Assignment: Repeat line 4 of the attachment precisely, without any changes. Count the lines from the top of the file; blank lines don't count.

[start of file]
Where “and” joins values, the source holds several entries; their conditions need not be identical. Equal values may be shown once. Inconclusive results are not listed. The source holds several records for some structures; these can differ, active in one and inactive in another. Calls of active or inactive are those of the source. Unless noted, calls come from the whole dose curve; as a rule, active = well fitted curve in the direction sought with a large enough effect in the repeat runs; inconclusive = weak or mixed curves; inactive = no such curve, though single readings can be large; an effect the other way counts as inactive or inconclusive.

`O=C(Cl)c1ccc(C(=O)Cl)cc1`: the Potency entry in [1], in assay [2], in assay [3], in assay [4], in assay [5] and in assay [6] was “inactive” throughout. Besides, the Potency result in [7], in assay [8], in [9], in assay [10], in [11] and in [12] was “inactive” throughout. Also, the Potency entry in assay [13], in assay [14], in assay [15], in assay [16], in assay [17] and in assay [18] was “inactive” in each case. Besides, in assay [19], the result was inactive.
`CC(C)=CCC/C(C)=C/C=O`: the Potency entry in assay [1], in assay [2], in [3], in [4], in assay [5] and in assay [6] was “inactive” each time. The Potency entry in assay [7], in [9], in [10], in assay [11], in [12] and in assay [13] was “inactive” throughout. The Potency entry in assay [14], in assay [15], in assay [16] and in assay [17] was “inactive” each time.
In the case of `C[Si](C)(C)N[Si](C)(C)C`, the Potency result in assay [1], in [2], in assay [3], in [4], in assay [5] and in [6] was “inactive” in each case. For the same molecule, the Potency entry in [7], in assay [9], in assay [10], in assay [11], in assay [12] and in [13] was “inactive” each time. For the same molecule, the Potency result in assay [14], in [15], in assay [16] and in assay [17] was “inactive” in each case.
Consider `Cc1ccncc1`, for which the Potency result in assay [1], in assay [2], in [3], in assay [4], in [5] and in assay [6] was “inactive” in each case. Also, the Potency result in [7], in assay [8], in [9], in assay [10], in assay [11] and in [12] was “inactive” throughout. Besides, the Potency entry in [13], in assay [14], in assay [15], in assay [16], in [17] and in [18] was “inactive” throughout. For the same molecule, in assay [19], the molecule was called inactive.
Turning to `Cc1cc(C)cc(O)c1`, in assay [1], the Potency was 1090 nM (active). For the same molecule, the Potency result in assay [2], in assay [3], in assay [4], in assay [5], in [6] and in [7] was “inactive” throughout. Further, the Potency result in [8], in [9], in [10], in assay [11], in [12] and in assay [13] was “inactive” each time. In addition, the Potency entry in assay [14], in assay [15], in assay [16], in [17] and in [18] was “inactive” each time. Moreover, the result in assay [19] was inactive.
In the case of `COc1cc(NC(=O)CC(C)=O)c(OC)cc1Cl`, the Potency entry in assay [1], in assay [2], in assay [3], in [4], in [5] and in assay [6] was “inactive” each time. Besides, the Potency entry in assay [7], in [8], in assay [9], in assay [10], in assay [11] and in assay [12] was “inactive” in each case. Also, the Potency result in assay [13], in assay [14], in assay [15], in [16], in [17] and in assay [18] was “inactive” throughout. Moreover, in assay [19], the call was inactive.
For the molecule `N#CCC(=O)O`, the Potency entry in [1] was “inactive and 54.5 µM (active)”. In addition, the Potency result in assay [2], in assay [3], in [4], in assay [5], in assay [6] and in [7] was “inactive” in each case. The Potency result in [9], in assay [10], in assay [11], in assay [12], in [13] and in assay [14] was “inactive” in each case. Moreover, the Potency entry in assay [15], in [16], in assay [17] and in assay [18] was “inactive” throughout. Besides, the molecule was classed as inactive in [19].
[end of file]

In the case of `C[Si](C)(C)N[Si](C)(C)C`, the Potency result in assay [1], in [2], in assay [3], in [4], in assay [5] and in [6] was “inactive” in each case. For the same molecule, the Potency entry in [7], in assay [9], in assay [10], in assay [11], in assay [12] and in [13] was “inactive” each time. For the same molecule, the Potency result in assay [14], in [15], in assay [16] and in assay [17] was “inactive” in each case.